by Kobina Wright Limitless

October 7th.  Bali anchored herself in the leather-like spa chair soaking her feet in hot, robin-blue, soapy water.  The funds that would cover the day’s pampering had been previously reserved for other things and she would fight guilt over this spa level treatment later.  From her tablet, on the Press Enterprise website, she read about a judge in Montana who was blocking the use of the drug Pentobarbital in state executions, thereby halting executions in Montana until the law requiring an “ultra-fast acting barbiturate” was changed, or a substitute drug was found.  She read about a ten-year-old who shot his best friend over five dollars.  She put the tablet down.

It was 85 degrees outside and somewhere around 60 degrees in the nail salon.  The hot, robin-blue water enveloping her feet saved her from shivering and wishing the experience forward.  Despite the over-conditioned air, Bali felt golden, down to the balls of her feet.  This morning, even before she opened her eyes, she, again, felt the absence of the nasty gray-cling.  She opened the glass doors to her gallery, then shortly after, left Elias to manage it while she scuttled out to the Riverside Museum of Art with her teenage sidekick, Jane, who was out of school for reasons only teachers knew.  At the museum, Bali purchased a mixed media wall sculpture by the Thai artist, Chutima Kerdpitak, which incorporated a rubber chicken and a window panel.  It was March’s birthday gift Bali had agonized over from the gift shop.  Afterwards, she dropped Jane off.  She had rehearsed discussing framing options for the assemblage art with Elias in her head, until she arrived at Happy Hand Nail Salon.

In recent days, there hadn’t been any ominous phone hang-ups at the gallery.  No leaping shadows.  No broken car windows.  And as far she could tell, Jane hadn’t even gotten her sick.  When Bali had picked her up before heading to Riverside, Bali had noticed, with annoyance, the wadded up tissue in Jane’s hand… her watery eyes…  She would have never invited the girl out had she known and was even tempted to kick her out of the car once Bali saw her – but didn’t have the heart.  She’d have to remember to call Jane’s grandfather, Mike, to check on her later.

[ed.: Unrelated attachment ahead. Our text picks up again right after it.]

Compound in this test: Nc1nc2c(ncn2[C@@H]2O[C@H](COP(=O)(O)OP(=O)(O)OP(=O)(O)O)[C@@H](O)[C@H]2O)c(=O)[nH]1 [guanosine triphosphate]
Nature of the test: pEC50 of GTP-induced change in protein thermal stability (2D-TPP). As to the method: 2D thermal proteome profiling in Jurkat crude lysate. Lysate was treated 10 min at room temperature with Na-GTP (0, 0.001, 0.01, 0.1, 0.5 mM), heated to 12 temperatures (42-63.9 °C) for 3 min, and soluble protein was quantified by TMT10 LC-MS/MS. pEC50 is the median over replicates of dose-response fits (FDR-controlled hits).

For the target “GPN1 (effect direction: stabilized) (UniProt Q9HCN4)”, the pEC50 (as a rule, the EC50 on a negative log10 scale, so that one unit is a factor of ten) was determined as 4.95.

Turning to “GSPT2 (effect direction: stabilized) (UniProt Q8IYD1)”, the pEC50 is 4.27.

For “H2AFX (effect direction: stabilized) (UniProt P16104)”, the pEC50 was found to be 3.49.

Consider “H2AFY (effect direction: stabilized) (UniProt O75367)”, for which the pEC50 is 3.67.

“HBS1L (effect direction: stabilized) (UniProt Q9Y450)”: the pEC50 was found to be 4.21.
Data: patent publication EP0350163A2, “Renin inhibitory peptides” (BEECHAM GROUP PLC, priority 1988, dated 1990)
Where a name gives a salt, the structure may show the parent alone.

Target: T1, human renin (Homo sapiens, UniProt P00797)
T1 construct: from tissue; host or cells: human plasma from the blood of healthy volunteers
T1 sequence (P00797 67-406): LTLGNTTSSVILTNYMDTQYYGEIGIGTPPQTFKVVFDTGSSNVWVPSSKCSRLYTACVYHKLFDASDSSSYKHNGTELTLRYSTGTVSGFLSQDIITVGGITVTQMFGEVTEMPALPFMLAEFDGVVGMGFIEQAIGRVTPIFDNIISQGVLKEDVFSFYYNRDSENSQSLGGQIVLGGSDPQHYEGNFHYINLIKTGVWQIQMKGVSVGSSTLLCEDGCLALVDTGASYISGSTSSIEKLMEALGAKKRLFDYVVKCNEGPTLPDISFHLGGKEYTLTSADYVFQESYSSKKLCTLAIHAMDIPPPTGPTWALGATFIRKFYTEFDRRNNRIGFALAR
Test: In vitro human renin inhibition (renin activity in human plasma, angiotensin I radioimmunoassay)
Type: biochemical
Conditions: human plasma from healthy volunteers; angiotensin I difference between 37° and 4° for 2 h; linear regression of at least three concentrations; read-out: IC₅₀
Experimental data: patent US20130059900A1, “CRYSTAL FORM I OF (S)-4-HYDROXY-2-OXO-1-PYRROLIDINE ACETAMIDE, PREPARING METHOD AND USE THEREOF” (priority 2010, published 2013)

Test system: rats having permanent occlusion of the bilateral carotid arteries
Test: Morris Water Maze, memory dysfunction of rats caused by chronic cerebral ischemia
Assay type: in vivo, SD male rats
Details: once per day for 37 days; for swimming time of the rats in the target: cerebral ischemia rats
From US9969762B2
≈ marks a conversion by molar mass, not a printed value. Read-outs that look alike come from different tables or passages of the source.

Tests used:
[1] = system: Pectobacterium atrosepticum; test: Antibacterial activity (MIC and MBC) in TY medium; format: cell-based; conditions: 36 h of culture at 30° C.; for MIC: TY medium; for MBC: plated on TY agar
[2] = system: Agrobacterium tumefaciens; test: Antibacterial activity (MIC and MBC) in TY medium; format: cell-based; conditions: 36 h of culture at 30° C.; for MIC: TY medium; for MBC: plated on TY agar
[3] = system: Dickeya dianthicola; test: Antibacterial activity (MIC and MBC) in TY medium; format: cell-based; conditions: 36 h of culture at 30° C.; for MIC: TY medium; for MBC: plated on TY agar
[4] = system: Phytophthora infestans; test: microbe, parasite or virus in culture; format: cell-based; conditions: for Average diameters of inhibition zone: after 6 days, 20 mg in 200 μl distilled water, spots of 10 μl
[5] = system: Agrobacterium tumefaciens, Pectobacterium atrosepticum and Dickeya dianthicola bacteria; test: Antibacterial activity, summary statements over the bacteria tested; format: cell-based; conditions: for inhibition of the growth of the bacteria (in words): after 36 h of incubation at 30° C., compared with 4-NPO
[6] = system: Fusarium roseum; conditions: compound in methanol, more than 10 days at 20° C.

Bali sat, staring out into a portion of the parking lot over her pedicurist’s shoulder.  The sunlight bounced off many of the windshields in the parking lot, creating a alternate light source for the interior of the spa at high noon.  She watched the foot traffic in front as people ran their errands and lived their congested lives.  She caught her breath.  A man walked by the salon window.  Short hair.  Clean shaven.  Attractive.  Like a supermodel.  But it was no one she knew.    

She suppressed the urge to hurl bottles of nail polish through the plate glass window, like glass paint bombs.  This looking-over-her-shoulder, one-woman act was getting old.  Up until a few moments ago, she thought she had packed her fear away in recycled paper and padded felt.  She thought she had lined up all her concerns, each organized by weight, cut and wrapped to be manageable.  Fear was not her thing and she was now resenting the man she knew was responsible for the feeling that kept tying her up. 

While her pedicurist painted her toes in a color called “Pretty Little Peanut,” was forced to admit the truth to herself, even if she wouldn’t say it out loud.  She meditated on this, rolling the thought around in her mind like a pebble as her toenails were expertly covered in glossy tan polish.  As she further examined the idea, she realized suddenly that there two truths, not one.  She was a one-legged chicken in a den of foxes and the new revelation nudged the pebble from her mind to her throat.

Truth #1:  Bali had a real-life stalker.  Truth #2:  She would not be able to handle this alone.